Data Analytics for Improved Business Operations

In our current world, technology is a key driver and one of the largest disruptors in the operational functions for a business. Therefore, it’s no surprise that the goal for many companies is to develop faster, more efficient and productive business processes. In response, companies are shifting toward the adoption of new technologies to better record data as well as analyze and understand its implications for overall performance.

With these new technologies comes new types of data management and automation, processes and systems across different departments are integrated (including finance, information technology and operations), data is efficiently collected and data points are leveraged to maximize analytics capabilities.

What are big data and data analytics?

To understand the benefits of data analytics, we must first define the term big data. Big data refers to the study and applications of data sets that are too complex for traditional data-processing software applications to adequately manage. Big data is traditionally defined with primary attributes, namely – volume, velocity and variety, with overabundance in each category. Modern usage of the term tends to refer to the use of predictive analytics, user behavior analytics or certain other advanced data analytics methods that extract value from data, and seldom to a particular size of data set. Therefore, data analytics refers to the mining of data to identify patterns, the using of programming and statistical analysis and leveraging historical data to create business intelligence and perform advanced analytics. Business intelligence reflects the current state of data and is useful when preparing reports and dashboards to visualize data in an ad-hoc manner. Advanced analytics is the analysis of data to produce helpful insights outside of business intelligence, which can aid in forecasting, identifying trends and analyzing unstructured data.

At its most basic definition, data analytics can be simply defined as how we extract, analyze and consume the insights from large amounts of data, which is applicable to all parts of a company’s operations processes. Not only can data analytics bring understanding to how a company operates in the present, such understanding can also help in developing foresight for the future. For example, you can read more here about sentiment analysis and its capability to study unstructured response data through machine learning, which may help companies better understand and respond to customer feedback regarding a product or service.

In a similar way, companies can also leverage data to improve the functionality of their operations, specifically by identifying areas that can be streamlined as either low touch or no touch (i.e., little to no direct human involvement). By investing in the right infrastructure, resilient processes can be created through automation to potentially yield rich dividends during times of prosperity or economic downturn. This means more time may be spent analyzing data and using it to provide insight into performance and forecasting for future goals. Companies may consider some of the following technology enablers to add as part of their automated infrastructure to enable big data:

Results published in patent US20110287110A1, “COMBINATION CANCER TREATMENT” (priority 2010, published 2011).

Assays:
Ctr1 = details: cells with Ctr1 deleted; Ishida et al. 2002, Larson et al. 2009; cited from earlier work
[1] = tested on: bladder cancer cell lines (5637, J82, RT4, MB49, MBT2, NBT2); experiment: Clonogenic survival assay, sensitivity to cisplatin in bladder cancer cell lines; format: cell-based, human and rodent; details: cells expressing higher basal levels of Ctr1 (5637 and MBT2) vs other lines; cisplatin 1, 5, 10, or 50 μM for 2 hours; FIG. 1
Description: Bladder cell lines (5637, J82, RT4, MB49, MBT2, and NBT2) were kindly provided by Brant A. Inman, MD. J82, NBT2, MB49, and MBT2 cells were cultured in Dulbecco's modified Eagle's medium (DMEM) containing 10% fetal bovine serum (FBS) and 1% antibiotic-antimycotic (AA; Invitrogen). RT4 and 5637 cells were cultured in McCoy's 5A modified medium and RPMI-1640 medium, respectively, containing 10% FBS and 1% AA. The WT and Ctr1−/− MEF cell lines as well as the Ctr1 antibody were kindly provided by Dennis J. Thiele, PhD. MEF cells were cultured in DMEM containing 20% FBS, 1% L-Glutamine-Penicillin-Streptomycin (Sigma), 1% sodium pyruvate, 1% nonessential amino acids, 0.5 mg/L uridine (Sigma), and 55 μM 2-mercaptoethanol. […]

1. Predictive analytics process big data in order to help businesses understand predictive scenarios.
  2. Data warehouses store and analyze petabyte-size files to develop parallel programs with simplicity, therefore optimizing security, auditing and support.
  3. Cloud computing offers faster innovation and flexible resources regarding certain computing services, including servers, storage, databases, software, intelligence and networking. Cloud computing specifically lowers operating costs and helps infrastructure run more efficiently.
  4. Stream analytics helps to process and store real-time data on multiple formats and platforms.
What are the benefits?

One of the more significant benefits to utilizing big data technology enablers is that value can be added back to an organization by increasing the amount of time available to devote to strategic activities. The opportunity to streamline and better document what is happening within the business will also add value by eliminating duplicative and repetitive process steps, making processes more efficient and less prone to any potential reporting errors. Data can also be leveraged across many functions in order to produce a master data set, which can act as one source for data. Other value-adding benefits include the following:

  • Data becomes accessible for multiple purposes
  • Large volumes of data are processed more quickly
  • Data becomes more scalable
  • Shared data increases collaboration across departmental groups
  • Dashboards for data become easier to read
  • One location exists for all data sources for global use
  • Data document governance is more consistent

With proper management and implementation, as well as the right technology enablers, businesses can improve how they collect and analyze data to build better business intelligence and analytics to guide future performance. As operational efficiency improves, so will the ability to make strategic decisions with the rightly curated information at hand.

For more information about data analytics, reach out to us at


Amit Arya
Chief Data and Analytics Officer


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